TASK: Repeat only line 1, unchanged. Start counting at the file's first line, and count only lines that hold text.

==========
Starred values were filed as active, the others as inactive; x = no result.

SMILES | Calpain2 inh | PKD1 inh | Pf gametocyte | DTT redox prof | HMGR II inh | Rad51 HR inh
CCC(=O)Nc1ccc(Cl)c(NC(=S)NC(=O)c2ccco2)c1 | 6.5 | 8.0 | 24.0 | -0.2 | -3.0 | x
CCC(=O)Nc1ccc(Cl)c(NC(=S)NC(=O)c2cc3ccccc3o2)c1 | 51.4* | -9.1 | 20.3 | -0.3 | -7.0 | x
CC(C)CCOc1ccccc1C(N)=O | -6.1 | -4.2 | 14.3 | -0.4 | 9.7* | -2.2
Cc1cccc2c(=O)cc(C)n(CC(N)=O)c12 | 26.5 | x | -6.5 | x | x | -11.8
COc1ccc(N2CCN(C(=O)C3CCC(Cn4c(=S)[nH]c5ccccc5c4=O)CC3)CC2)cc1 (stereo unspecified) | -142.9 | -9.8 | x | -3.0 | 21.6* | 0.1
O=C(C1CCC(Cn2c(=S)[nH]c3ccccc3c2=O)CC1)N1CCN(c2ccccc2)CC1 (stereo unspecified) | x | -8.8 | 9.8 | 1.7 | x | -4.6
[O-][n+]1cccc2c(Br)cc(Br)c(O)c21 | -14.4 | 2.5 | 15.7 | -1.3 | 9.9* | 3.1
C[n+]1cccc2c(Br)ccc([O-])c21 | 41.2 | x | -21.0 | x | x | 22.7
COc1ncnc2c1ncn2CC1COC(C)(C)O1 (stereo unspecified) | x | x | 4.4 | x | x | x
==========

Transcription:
Starred values were filed as active, the others as inactive; x = no result.